Object Oriented Programming (OOP)
Uses the concept of objects, which contain methods and variables, to model real world objects. Programs are reliable because objects are self-contained, simple and easier to program.
An object is an instance of a class and represents an actual real-world entity.
A program routine contained within an object.
Data stored in an object.
A class describes the variables and methods appropriate to some real-world entity.
A new class based on another class (super class) that inherits the variables and methods of the super class, and will have its own variables and methods.
The ability of a class to use the variables and methods of a class from which the new class is derived.
The concept that data can only be accessed via the methods provided by the class.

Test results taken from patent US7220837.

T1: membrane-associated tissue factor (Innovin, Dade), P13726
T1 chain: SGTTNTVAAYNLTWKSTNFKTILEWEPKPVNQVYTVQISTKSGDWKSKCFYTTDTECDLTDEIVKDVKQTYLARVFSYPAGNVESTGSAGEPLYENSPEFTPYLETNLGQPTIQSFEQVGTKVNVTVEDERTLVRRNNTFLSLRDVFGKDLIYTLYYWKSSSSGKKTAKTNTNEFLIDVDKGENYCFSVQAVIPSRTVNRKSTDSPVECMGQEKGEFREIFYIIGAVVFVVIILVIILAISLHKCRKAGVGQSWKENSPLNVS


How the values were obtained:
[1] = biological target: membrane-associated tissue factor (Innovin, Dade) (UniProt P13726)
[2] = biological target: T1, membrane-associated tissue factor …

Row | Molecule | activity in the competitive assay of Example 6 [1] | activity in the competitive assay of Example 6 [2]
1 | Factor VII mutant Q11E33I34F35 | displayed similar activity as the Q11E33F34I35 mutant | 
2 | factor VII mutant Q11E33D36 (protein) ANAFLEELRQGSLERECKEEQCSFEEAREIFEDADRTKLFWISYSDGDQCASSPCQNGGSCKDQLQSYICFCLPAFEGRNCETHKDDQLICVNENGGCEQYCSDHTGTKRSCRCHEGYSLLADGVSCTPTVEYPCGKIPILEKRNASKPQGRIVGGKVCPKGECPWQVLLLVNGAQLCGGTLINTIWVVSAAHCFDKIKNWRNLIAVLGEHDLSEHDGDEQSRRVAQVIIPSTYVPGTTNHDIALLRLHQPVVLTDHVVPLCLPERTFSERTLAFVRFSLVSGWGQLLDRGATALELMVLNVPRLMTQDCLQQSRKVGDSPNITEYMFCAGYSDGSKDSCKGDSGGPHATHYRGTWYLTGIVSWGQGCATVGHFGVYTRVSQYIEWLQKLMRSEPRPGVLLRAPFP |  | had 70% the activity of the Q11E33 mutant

Unified Modelling Language (UML)
A set of descriptive diagrammatic representations to describe the stages to produce effective object oriented programs.
A rectangle, divided into 3 parts. The first gives the name of the class, the second gives the facts that should be known about any element belonging to that class and the third gives methods that can be used to look at the facts that are stored in the class.
Similar to a Class Diagram, but showing the actual values of variables of a given object.
Use Case Diagram
Depict what is meant to be going on in a system rather than how it is done. Shows the interaction shown between the users and the processes.
A state diagram shows how an object may behave through the various processes of a system.
Shows how the objects in the classes interact with one another.
Shows the activities necessary to get the object into a particular state.
Communication diagrams are used to show how different objects combine to pursue a common purpose.